Two large new studies provide compelling evidence that obesity increases the risk of the most common type of postmenopausal breast cancer among both African Americans and Hispanics. Over one of every two African American woman and almost one of every two Hispanic woman is obese.
Low alcohol consumption and a plant-based diet, both healthful habits aligning with current cancer prevention guidelines, are associated with reducing the risk of obesity-related cancers, a New York University study shows. The findings appear in the journal Cancer Causes & Control.
This chemical in foods has been shown to cause cancer in mice but more research is needed to determine its risk in humans. Did you know that if clients broil, fry, toast, bake, or barbecue starchy foods, such as bread and potatoes, they can increase their intake of the chemical acrylamide? The more the food browns, the more acrylamide is present.
Evidence shows this fruit is jam-packed with antioxidants and phytochemicals that may help prevent and slow the progression of chronic diseases.
It’s rare to encounter a client or patient who doesn’t enjoy the taste of blueberries (Vaccinium spp). But beyond their tangy sweetness and the fact you can pop them into your mouth one by one or incorporate them into many recipes, blueberries offer a wealth of health benefits.
Blueberries are rich in antioxidants and phytochemicals that research has shown are associated with cardiovascular and cognitive health and cancer and diabetes prevention. Their popularity is on the rise in North America. And the production of fresh and processed blueberries has grown steadily by an average of 20% every two years since 2008.1 Between 2005 and 2012, North America’s blueberry fields increased 74% from 71,075 to 123,635 acres. British Colombia has the most acres in cultivation, while Michigan has been a world leader in production volumes of both fresh and processed blueberries for many decades.
Nutritional Properties and Antioxidant Composition
Dietitians have stressed the importance of incorporating low-fat, fiber-rich, and nutrient-dense foods into their clients’ and patients’ diets for decades. “Everyone should be aiming to reach their recommended amount of fruits and vegetables for optimal health, and blueberries are an easy and delicious way to help you reach your goal. Just 1/2 cup is considered one serving of fruit, and they require no slicing or peeling—plus there’s no waste,” says Joanne Tehrani, RD, communications manager for the US Highbush Blueberry Council. Blueberries are an excellent source of fiber, vitamins A and C, potassium, and folate.2 One cupful contains 14% Daily Value of fiber. Moreover, blueberries are one of the richest sources of antioxidant phytonutrients.3 Blueberries’ diverse range of phenolic compounds, such as anthocyanins, quercetin, kaempferol, myricetin, and chlorogenic acid, contributes to their overall antioxidant capacity.4,5 (Antioxidant capacity, measured by a chemical laboratory analysis technique called oxygen radical absorbance capacity is one of several methods that doesn’t account for bioavailability, distribution, and metabolism of a product’s ingredients.) “Blueberries also have a rich diversity of different anthocyanin species—like 26 different anthocyanins—whereas some other berries may feature only two or three different anthocyanin species,” says Mary Ann Lila, PhD, MS, director of the Plants for Human Health Institute and a David H. Murdock distinguished professor at North Carolina State University, who has spent 18 years studying various Vaccinium species.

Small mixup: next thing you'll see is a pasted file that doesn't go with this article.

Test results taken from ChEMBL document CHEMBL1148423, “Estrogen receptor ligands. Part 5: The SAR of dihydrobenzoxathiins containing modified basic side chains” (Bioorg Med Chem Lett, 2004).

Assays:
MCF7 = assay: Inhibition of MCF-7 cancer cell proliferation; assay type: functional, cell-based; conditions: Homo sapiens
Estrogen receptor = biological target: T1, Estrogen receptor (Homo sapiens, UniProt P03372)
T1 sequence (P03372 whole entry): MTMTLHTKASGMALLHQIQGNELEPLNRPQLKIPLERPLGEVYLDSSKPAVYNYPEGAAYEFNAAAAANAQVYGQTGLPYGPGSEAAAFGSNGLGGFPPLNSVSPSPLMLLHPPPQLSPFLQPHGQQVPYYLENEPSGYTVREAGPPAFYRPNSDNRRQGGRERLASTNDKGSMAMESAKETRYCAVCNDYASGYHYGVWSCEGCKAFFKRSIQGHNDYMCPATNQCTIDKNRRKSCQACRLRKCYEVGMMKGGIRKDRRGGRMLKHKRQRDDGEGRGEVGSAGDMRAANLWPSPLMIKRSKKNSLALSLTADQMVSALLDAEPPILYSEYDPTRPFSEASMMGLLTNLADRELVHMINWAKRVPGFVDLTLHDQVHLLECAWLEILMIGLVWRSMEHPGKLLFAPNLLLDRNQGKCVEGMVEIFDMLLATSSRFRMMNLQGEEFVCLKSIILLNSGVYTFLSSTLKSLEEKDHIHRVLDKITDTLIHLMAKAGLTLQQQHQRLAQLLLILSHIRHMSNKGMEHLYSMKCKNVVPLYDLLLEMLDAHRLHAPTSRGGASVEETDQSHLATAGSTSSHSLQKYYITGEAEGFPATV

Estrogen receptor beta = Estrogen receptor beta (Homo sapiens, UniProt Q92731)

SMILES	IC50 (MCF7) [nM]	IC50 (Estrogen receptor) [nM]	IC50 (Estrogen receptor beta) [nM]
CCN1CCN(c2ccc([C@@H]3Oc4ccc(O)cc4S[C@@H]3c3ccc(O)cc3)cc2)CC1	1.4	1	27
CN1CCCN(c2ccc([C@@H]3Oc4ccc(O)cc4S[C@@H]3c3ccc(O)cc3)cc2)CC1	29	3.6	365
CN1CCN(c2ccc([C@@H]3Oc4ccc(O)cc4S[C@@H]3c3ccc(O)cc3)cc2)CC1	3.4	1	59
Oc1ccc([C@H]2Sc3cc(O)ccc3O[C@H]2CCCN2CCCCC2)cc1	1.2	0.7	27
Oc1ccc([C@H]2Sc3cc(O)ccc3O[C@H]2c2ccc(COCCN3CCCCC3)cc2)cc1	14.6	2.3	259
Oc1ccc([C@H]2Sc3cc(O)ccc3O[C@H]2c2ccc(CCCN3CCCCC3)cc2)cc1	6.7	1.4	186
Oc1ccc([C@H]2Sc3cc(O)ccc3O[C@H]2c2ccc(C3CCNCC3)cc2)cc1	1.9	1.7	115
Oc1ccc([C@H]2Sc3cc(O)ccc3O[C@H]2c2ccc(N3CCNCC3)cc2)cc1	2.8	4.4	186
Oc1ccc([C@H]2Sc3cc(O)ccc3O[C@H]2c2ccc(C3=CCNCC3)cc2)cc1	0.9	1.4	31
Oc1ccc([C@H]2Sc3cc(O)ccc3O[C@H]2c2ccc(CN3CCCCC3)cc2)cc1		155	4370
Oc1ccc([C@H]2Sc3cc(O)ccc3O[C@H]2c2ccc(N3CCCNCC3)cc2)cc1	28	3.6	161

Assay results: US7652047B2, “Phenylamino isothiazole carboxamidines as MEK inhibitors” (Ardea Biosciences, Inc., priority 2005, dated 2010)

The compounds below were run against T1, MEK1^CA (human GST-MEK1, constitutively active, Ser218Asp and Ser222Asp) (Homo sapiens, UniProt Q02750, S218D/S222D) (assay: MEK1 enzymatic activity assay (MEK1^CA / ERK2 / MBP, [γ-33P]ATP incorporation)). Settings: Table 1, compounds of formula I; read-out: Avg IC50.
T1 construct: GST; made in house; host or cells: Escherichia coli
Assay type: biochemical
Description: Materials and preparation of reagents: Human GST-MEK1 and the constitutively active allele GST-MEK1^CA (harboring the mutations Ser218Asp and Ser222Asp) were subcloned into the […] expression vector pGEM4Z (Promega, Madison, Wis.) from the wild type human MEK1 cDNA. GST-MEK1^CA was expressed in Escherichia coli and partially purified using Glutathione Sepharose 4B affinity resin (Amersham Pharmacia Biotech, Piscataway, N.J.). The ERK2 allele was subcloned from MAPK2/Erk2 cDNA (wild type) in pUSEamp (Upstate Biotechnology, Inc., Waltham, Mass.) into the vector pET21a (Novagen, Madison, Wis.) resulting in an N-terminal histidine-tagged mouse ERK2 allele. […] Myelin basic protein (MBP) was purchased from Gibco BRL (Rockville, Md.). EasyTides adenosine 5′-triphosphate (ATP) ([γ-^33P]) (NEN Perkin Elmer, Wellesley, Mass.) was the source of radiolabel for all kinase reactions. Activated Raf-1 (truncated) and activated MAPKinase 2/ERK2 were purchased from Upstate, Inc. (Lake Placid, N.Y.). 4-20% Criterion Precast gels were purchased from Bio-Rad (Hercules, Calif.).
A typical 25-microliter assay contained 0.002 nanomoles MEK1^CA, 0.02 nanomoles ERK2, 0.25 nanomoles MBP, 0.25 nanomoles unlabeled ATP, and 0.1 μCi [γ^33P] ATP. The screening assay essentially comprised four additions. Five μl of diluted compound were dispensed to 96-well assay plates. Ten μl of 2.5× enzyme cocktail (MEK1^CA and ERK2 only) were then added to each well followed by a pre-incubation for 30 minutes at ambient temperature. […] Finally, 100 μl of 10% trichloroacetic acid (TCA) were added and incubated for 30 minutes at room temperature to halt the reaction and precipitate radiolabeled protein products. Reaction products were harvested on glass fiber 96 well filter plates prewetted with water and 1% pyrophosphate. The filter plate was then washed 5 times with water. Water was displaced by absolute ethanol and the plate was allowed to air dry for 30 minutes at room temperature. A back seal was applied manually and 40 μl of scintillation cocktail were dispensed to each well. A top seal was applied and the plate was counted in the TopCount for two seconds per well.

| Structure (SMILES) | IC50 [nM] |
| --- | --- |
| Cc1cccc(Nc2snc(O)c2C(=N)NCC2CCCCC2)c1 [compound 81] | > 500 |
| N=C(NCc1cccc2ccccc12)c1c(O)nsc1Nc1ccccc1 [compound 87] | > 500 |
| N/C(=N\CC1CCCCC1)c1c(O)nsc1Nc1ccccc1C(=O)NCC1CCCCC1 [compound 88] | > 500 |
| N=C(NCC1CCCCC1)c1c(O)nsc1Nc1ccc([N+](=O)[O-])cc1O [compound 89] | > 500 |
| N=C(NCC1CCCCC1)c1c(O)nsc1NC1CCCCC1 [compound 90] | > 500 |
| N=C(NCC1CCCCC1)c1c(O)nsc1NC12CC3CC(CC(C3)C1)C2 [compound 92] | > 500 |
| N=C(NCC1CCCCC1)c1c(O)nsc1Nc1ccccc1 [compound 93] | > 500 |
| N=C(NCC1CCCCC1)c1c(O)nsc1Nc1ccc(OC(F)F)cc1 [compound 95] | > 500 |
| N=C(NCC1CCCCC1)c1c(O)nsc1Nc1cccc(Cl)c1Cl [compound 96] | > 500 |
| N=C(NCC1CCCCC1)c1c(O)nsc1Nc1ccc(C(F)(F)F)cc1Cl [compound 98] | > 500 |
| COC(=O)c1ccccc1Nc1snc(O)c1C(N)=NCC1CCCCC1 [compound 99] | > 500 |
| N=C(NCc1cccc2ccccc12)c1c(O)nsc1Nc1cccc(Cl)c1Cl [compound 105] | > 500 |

From October 2014 issue, Vol. 16 No. 10 P. 42; written by Jasenka Piljac Zegarac, PhD. Reprinted with permission.
October is National Breast Cancer Awareness Month, when pink ribbons remind women to schedule their mammograms and honor those who have died from or survived breast cancer. According to the National Cancer Institute, one in eight American women (12.3%) will develop invasive breast cancer during her lifetime.
Every living cell’s surface has a protein-embedded membrane that’s covered in polysaccharide chains—a literal sugar coating. A new study found this coating is especially thick and pronounced on cancer cells and is a crucial determinant of the cell’s survival. Consisting of long, sugar-decorated molecules called glycoproteins, the coating causes physicalchanges in the cell membrane that make the cell better able to thrive, leading to a more lethal cancer.
A diagnosis of pancreatic cancer—the fourth most common cause of cancer death in the United States—can be devastating. Due in part to aggressive cell replication and tumor growth, pancreatic cancer progresses quickly and has a low five-year survival rate (less than 5%).
A new study from UC San Francisco is the first to show that while the impact of life’s stressors accumulate over time and accelerate cellular aging, these negative effects may be reduced by maintaining a healthy diet, exercising, and sleeping well.
Blueberries pack a powerful antioxidant punch, whether eaten fresh or from the freezer, according to South Dakota State University graduate Marin Plumb. Anthocyanins, a group of antioxidant compounds, are responsible for the color in blueberries, she explains. Since most of the color is in the skin, freezing the blueberries actually improves the availability of the antioxidants.